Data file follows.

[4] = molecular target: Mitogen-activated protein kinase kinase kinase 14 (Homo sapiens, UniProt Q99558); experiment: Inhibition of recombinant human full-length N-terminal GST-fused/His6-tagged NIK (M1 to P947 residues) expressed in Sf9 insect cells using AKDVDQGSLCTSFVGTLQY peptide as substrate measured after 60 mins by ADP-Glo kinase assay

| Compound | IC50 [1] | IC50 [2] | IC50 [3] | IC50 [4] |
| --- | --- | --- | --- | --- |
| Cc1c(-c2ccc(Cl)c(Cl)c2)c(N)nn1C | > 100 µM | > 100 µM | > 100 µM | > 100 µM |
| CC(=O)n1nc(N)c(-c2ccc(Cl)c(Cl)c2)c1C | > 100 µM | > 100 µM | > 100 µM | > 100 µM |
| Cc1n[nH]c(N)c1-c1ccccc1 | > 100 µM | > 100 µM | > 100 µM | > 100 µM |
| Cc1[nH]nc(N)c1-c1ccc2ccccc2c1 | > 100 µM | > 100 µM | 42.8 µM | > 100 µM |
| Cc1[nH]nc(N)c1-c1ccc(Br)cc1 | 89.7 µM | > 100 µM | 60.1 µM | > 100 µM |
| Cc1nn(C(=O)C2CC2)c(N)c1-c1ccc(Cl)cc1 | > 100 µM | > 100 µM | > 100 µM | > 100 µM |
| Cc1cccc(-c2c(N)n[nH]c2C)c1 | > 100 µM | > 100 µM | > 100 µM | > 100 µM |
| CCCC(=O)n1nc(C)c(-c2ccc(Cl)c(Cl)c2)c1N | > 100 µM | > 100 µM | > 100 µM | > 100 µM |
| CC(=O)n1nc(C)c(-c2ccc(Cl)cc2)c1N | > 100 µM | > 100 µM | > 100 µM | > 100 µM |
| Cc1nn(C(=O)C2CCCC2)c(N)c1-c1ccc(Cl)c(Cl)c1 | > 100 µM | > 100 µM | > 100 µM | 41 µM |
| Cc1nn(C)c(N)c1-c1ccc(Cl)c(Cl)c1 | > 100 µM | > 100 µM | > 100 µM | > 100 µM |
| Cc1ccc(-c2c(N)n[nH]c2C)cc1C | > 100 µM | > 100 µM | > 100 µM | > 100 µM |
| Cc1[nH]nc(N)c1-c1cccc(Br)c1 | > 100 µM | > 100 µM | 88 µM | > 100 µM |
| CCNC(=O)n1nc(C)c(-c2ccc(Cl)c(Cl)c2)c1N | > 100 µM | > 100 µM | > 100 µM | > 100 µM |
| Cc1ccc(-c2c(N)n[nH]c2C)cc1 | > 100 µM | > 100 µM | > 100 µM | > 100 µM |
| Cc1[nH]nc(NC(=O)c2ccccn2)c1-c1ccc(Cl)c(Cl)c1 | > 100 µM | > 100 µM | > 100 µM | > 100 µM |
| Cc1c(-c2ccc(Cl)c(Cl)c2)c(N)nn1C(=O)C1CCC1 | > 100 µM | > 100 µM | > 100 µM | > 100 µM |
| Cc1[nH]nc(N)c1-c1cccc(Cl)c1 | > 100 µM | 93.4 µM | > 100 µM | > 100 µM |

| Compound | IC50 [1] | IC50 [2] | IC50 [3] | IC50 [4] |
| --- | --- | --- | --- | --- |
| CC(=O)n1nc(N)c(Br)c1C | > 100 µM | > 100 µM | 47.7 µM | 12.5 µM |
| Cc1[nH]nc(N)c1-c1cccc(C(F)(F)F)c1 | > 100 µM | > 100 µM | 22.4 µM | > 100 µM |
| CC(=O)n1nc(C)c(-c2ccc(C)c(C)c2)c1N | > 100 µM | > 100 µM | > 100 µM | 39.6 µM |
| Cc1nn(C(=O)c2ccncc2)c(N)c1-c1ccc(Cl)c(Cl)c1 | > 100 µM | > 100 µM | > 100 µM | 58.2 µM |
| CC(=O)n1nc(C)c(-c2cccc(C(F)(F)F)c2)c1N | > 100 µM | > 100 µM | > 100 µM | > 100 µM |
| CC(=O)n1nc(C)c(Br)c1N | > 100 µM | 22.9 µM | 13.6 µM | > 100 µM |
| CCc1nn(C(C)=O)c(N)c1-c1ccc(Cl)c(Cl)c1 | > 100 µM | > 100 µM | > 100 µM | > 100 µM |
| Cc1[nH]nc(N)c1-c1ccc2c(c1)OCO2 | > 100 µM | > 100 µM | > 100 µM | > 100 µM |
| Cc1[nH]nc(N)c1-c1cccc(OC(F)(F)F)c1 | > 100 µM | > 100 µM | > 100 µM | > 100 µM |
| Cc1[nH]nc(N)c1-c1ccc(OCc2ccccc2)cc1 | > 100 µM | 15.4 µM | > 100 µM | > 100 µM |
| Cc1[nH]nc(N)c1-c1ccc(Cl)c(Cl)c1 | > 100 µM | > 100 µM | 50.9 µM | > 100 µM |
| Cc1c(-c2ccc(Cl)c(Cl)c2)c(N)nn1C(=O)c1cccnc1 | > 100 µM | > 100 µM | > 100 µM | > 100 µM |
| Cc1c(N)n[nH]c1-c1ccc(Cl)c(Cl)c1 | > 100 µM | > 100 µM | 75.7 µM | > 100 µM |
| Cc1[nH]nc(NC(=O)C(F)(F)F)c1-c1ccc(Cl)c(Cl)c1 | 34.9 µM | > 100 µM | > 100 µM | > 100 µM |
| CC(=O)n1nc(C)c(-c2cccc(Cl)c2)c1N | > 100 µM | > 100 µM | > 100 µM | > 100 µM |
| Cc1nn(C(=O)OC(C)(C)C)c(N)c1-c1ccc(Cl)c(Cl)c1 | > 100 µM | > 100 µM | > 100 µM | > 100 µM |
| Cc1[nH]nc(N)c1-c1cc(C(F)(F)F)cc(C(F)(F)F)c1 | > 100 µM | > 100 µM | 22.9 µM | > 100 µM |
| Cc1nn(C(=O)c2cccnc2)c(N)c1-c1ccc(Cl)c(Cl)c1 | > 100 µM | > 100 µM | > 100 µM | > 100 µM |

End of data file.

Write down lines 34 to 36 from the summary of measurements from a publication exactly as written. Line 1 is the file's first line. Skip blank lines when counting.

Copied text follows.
| Cc1[nH]nc(N)c1-c1ccc(Cl)c(Cl)c1 | > 100 µM | > 100 µM | 50.9 µM | > 100 µM |
| Cc1c(-c2ccc(Cl)c(Cl)c2)c(N)nn1C(=O)c1cccnc1 | > 100 µM | > 100 µM | > 100 µM | > 100 µM |
| Cc1c(N)n[nH]c1-c1ccc(Cl)c(Cl)c1 | > 100 µM | > 100 µM | 75.7 µM | > 100 µM |